False hopes

Cape Breton Post - - EDITORIAL -

Was it nec­es­sary or pru­dent for Mon­treal to de­clare it­self a sanc­tu­ary city this week? Does the mo­tion by city coun­cil present more prob­lems than so­lu­tions for non-sta­tus im­mi­grants?

Mon­treal joins other Cana­dian ci­ties that per­mit un­doc­u­mented refugees full ac­cess to lo­cal ser­vices re­gard­less of their sit­u­a­tion. It fol­lows the lead of Toronto, Hamil­ton, Lon­don and oth­ers.

The trend has reached At­lantic Canada. This week, Fred­er­ic­ton Mayor Mike O’Brien says he is con­sid­er­ing declar­ing the New Brunswick cap­i­tal a sanc­tu­ary city. New Brunswick­ers seem pre­pared to welcome those break­ing the law with open arms. A word of cau­tion.

In our rush to help, are we un­wit­tingly jeop­ar­diz­ing the se­cu­rity of im­mi­grants, slow­ing their path to cit­i­zen­ship, al­low­ing crim­i­nal el­e­ments to re­main in the coun­try and adding sub­stan­tial costs onto Cana­dian tax­pay­ers? The an­swer to these ques­tions is yes.

Our com­pas­sion for the down­trod­den is en­cour­ag­ing a trickle at our bor­ders to be­come a stream. It could be­come a flood. It will stretch our re­sources when we don’t have a plan to prop­erly deal with refugees we have now.

Refugees are head­ing north, seek­ing asy­lum be­cause they fear whole­sale roundup and de­por­ta­tion if they re­main in the U.S. fol­low­ing Pres­i­dent Don­ald Trump’s crack­down.

It’s al­most im­pos­si­ble to shut the door on such hu­man mis­ery.

Since Novem­ber 2015, Canada wel­comed more than 25,000 Syr­ian refugees – an emer­gency sit­u­a­tion for a group flee­ing civil war and blood­shed. Few Cana­di­ans re­al­ize that over the past decade, this coun­try has opened its doors to more than 250,000 im­mi­grants and refugees a year. Ob­vi­ously not all are flee­ing for their lives. Many im­mi­grants are here be­cause they have a job and a place to live.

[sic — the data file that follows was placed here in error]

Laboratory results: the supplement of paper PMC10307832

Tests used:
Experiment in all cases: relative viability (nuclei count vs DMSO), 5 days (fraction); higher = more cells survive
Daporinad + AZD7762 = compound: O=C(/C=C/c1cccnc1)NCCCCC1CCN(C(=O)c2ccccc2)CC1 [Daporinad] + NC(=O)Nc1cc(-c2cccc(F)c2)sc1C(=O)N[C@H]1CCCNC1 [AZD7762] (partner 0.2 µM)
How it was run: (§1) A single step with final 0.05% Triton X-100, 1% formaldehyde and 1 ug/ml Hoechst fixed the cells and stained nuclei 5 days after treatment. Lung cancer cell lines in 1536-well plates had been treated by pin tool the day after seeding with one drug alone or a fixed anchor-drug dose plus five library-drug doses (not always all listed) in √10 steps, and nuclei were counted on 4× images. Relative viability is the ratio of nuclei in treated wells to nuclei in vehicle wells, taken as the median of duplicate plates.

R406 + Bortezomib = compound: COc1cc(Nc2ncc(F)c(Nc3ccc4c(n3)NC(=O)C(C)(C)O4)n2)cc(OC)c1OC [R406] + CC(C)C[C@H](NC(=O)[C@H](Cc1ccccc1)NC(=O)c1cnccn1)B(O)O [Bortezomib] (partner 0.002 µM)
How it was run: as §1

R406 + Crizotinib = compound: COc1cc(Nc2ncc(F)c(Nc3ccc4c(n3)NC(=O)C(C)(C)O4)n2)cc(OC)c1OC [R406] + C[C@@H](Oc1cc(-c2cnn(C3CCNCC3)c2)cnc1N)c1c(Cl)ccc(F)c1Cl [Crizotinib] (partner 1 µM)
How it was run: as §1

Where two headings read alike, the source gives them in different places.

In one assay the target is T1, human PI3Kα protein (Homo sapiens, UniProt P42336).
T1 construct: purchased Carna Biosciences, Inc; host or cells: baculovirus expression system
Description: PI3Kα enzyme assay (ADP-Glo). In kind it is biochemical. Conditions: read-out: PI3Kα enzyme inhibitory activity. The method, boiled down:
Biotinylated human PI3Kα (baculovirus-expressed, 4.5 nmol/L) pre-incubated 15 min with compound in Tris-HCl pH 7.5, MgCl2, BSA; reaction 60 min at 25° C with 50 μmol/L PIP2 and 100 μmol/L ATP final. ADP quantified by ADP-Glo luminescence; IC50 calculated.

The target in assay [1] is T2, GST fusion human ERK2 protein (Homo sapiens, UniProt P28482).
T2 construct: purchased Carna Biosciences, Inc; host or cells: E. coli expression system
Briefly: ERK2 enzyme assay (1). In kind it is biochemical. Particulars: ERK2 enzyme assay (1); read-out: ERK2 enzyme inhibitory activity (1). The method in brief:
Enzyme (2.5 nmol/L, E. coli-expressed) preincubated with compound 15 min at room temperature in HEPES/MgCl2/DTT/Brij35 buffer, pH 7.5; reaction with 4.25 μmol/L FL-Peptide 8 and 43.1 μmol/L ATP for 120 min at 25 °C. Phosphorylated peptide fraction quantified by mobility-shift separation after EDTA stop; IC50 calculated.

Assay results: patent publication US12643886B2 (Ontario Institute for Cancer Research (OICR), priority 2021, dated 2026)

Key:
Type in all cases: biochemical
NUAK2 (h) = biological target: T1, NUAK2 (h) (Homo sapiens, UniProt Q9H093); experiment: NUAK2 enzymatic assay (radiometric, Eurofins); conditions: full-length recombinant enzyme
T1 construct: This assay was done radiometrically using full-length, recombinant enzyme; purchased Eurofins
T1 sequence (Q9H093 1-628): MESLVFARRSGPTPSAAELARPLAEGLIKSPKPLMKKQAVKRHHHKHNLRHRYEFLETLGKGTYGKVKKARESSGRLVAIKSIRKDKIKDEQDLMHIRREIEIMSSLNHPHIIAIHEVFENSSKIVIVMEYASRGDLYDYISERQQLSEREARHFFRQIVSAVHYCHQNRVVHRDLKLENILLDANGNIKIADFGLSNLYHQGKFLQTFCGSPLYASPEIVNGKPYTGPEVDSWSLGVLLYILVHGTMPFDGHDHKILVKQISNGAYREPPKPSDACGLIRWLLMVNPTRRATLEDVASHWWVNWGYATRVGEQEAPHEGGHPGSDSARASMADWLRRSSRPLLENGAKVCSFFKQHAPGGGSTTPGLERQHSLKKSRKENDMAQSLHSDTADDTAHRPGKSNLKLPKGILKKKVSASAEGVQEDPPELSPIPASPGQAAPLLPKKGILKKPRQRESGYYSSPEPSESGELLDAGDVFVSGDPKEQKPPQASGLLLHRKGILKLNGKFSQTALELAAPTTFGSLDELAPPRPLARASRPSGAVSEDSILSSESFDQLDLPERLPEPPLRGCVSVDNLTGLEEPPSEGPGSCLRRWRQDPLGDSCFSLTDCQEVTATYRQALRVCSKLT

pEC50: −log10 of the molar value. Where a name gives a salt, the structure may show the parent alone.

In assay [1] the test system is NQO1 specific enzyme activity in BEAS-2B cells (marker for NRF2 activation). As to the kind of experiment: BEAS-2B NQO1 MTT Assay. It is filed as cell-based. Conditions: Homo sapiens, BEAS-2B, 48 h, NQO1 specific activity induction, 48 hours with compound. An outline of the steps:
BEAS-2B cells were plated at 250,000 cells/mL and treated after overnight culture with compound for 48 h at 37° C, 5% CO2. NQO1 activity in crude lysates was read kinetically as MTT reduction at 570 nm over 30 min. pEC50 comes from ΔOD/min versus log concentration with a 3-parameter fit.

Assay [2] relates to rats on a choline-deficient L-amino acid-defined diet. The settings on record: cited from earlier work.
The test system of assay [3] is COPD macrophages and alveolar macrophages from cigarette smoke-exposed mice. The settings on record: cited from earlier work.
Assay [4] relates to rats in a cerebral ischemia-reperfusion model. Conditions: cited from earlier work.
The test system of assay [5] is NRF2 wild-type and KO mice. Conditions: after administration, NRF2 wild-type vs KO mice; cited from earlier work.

Refugees are here be­cause they are des­per­ate – flee­ing per­se­cu­tion due to war, re­li­gion or po­lit­i­cal opin­ion. Many are here il­le­gally; Mon­treal has 50,000 un­doc­u­mented im­mi­grants now.

The city’s sanc­tu­ary mo­tion might ac­tu­ally back­fire. The fed­eral gov­ern­ment is sen­si­tive and ac­com­mo­dat­ing to the plight of im­mi­grants and refugees, and most prov­inces feel the same way. Let’s co-op­er­ate in­stead of throw­ing up road­blocks.

Sanc­tu­ary ci­ties get in the way of gov­ern­ment sup­ports. They de­lay get­ting le­git­i­mate refugees on the path to cit­i­zen­ship. It’s an­other layer of bu­reau­cracy that refugees don’t need.

Il­le­gal im­mi­grants are be­com­ing a daily is­sue at Man­i­toba and Que­bec bor­der check­points. Me­dia cov­er­age of refugees walk­ing through snow­storms to reach Canada ham­mers home the mes­sage we have a grow­ing prob­lem.

We should pro­vide suc­cor to the op­pressed but cre­at­ing false sanc­tu­ar­ies only slows down the process to cit­i­zen­ship. Sanc­tu­ary mo­tions don’t help; they de­lay.

Canada has a won­der­ful brand around the world for in­clu­sion. Let’s build on it; don’t make mis­takes that might blow up and cause us harm in the fu­ture.

What we don’t need are mo­tions that de­lay deal­ing with refugees in an or­derly, le­gal fash­ion.

And what we re­ally don’t need are mo­tions that as­sist crim­i­nals try­ing to en­ter or re­main in this coun­try.

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